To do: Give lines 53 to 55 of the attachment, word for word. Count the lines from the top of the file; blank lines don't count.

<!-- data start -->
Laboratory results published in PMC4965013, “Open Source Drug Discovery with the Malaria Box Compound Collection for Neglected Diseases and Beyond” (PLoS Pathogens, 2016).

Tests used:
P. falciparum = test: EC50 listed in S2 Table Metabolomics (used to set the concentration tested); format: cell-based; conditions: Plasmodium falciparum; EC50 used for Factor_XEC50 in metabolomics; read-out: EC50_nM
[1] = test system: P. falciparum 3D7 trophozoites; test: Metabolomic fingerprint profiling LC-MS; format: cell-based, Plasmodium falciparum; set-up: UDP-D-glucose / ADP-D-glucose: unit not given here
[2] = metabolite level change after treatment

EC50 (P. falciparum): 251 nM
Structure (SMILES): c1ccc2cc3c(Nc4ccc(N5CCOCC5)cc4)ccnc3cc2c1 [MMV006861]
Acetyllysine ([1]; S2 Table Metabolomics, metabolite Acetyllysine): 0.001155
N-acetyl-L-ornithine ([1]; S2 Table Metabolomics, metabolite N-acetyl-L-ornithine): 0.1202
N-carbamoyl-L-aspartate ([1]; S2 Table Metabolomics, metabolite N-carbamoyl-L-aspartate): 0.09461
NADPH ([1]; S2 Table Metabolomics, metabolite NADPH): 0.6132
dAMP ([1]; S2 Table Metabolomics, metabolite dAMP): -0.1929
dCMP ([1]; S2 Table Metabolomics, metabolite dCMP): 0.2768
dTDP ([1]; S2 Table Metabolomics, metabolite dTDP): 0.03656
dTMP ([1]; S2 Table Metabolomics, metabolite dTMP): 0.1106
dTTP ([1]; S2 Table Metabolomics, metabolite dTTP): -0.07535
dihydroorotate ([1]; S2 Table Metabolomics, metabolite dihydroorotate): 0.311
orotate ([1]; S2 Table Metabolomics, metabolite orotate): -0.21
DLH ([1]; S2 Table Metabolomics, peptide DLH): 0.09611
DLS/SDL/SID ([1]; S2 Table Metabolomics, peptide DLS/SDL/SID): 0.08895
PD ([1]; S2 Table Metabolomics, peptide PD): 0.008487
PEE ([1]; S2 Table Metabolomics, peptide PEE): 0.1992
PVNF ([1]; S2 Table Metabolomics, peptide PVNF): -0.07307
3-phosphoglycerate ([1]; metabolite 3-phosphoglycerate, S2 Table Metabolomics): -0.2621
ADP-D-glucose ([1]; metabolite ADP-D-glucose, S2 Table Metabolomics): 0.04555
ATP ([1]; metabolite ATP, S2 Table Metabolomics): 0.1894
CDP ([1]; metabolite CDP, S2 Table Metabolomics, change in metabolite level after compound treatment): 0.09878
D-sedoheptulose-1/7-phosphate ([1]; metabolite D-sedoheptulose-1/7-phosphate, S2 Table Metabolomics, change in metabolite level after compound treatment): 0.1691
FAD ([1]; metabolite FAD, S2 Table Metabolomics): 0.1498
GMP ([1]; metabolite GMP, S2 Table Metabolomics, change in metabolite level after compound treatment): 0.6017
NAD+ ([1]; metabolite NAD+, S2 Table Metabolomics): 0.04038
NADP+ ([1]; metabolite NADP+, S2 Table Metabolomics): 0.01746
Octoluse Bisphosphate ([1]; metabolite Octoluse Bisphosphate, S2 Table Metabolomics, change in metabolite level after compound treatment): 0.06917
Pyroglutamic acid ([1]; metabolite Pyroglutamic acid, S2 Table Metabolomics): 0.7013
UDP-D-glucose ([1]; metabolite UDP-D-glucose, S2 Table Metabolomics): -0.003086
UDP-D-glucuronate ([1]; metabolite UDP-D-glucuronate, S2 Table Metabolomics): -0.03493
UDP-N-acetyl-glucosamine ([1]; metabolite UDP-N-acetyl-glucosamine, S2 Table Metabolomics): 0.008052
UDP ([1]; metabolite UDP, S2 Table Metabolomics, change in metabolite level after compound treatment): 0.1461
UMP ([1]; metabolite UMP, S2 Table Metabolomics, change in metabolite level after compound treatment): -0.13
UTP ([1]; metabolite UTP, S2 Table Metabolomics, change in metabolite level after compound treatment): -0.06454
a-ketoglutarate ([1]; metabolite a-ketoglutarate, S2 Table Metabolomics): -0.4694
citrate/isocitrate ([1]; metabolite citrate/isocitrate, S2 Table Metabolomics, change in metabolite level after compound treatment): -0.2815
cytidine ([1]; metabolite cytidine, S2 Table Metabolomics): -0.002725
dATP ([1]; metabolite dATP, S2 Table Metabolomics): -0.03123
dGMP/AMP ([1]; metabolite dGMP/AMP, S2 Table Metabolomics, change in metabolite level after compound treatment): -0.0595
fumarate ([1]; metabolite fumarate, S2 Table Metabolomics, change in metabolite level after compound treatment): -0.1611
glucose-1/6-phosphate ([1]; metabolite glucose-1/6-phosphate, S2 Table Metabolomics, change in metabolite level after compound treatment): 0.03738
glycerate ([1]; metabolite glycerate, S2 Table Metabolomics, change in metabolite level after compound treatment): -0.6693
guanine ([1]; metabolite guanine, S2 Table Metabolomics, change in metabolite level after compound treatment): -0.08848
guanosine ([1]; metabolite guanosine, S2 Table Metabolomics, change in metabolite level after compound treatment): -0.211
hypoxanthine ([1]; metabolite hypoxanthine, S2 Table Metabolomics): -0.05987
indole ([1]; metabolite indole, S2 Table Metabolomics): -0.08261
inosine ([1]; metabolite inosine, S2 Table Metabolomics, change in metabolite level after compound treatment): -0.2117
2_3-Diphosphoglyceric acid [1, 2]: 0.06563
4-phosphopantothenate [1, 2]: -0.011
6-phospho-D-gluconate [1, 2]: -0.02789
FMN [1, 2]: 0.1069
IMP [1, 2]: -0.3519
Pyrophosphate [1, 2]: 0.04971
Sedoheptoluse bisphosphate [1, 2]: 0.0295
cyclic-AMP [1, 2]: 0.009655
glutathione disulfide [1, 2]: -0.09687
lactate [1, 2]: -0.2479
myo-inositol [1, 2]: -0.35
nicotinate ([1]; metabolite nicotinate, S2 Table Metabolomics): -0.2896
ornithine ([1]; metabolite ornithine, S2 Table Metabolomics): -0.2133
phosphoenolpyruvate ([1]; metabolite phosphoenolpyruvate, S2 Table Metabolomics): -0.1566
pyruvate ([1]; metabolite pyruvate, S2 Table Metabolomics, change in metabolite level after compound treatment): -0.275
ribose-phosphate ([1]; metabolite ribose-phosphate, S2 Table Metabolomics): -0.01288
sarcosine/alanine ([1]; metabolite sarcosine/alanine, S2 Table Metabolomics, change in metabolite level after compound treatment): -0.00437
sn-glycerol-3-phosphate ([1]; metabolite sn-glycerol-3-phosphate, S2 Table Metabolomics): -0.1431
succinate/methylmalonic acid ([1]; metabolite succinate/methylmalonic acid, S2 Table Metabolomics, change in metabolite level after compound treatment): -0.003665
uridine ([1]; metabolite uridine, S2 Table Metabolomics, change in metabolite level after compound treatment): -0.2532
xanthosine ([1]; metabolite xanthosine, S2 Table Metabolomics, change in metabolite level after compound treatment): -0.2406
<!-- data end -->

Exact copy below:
inosine ([1]; metabolite inosine, S2 Table Metabolomics, change in metabolite level after compound treatment): -0.2117
2_3-Diphosphoglyceric acid [1, 2]: 0.06563
4-phosphopantothenate [1, 2]: -0.011